Best Artistic Impression. No Blickbild race report would be complete without an award for best artistry. That award goes to an unknown course worker during the second run of the men's race. He started at the top of the Steilhang and slid all the way to the bottom headfirst on his belly. Maybe he was an Anja Paerson fan and wanted to imitate her famous belly slide. Or perhaps he was trying to promote the new sport of Alpine Slip and Slide racing (see the paragraph about the Slip and Slide). Nevertheless, the course worker's belly slide earned him an artistry score of 9.7.
Top Witch Doctor. Just like we include best artistry in our reports, we also tell our readers which witch doctor was the best. It looks like French witch doctor and three-time Dave Seville Witch Doctor of the Year runner-up, Dr. Djibuku, was tops in Soelden. He is certainly going to make it hard for Germany's Dr. Mabongo to win his 4th Dave Seville Award. There were 4 French men in the top 10 in Soelden: Thomas Fanara (2nd), Alexis Pinturault (5th), Victor Muffat-Jeandet (9th), and Mathieu Faivre (10th). However, Dr. Djibuku's award for the top witch doctor in Soelden was controversial. The Italians protested and thought that their new witch doctor, Dr. Mujingu, should have named the top witch doctor. They certainly had a strong case. Italy had the women's race winner and a total of 6 women in the top 16 as well as men's tin medalist Roberto Nani, 11th place Florian Eisath, 13th place Giovanni Borsotti, 19th place Andrea Ballerin, and 23rd place Manfred Moelgg. However, the Italian protest was denied, though Dr. Mujingu got a bouquet of flowers, a box of chocolates, and a card from the FIS for coming in second. It looks like the competition for the Dave Seville Award this season will be more than a two-horse race between Drs. Mabongo and Djibuku.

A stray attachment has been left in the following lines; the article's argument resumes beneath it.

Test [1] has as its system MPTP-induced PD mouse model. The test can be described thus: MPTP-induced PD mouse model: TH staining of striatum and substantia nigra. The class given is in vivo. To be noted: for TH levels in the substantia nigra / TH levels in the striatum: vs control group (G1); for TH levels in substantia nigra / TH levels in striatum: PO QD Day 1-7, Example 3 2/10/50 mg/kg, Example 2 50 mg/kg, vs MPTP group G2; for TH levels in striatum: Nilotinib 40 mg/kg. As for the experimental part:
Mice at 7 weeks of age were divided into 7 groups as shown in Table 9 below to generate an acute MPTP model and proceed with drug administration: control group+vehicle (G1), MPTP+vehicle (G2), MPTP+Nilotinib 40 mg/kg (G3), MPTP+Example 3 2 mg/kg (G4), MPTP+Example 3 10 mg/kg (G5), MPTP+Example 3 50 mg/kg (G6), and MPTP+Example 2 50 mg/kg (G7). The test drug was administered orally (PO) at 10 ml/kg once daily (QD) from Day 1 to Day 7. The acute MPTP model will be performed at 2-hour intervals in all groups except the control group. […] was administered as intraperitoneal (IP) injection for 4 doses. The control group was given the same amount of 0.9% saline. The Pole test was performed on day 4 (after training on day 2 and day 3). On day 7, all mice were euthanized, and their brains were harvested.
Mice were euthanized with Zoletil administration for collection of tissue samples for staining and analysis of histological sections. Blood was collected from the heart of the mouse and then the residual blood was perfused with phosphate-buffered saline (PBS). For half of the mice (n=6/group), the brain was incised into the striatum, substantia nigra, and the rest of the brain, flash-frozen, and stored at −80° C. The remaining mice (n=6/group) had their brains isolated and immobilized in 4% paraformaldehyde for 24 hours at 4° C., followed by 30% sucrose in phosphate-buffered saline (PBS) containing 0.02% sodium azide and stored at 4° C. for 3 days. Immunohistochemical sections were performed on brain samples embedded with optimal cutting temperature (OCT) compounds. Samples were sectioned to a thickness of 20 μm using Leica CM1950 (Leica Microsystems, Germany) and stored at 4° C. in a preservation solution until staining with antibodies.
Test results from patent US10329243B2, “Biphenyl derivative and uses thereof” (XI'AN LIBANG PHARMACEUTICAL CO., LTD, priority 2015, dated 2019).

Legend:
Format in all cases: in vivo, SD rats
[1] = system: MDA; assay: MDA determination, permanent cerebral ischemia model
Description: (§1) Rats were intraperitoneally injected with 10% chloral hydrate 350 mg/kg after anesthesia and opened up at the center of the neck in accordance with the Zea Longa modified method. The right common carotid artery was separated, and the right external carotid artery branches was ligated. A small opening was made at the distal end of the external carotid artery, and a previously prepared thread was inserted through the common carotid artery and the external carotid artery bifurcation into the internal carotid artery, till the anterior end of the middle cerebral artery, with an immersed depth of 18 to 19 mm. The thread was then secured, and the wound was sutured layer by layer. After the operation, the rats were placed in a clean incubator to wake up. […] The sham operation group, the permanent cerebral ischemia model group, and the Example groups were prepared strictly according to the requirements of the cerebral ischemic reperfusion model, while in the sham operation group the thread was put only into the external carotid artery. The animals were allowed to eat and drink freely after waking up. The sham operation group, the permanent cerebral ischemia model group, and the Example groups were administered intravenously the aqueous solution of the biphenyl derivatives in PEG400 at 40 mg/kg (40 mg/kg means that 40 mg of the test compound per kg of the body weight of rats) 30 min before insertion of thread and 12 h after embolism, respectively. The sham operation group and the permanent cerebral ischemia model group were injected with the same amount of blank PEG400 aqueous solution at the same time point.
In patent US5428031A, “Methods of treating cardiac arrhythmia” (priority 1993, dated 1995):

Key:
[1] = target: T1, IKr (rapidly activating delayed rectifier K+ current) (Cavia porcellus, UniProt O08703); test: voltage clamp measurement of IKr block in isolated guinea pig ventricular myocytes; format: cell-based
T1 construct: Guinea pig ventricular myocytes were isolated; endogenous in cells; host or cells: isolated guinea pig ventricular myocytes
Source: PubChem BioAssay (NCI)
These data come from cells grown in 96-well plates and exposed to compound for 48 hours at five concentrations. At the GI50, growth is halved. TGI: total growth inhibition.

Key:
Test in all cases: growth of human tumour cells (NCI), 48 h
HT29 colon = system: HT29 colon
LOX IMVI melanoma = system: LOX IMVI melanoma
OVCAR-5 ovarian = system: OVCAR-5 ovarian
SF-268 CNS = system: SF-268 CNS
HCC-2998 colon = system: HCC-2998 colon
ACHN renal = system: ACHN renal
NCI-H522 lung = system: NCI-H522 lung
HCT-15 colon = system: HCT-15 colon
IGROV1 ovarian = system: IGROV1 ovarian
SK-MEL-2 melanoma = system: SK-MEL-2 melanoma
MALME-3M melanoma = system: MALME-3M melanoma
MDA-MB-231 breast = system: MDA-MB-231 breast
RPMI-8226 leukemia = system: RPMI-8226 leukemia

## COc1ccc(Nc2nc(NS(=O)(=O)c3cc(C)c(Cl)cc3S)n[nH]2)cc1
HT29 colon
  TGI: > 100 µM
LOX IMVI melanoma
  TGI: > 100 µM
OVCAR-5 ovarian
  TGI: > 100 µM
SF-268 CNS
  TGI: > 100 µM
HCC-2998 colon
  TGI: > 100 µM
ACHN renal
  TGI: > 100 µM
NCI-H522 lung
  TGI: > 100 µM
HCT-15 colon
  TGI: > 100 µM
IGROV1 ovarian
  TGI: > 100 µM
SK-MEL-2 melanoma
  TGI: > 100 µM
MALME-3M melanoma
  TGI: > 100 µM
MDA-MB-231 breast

Well, dear readers, it looks like we are out of time. We will bring you all of the excitement in Levi in 3 weeks. And that concludes another Boston Blickbild exclusive report.
The Boston Blickbild. Our motto is: Our reporters are never under pressure to produce a story.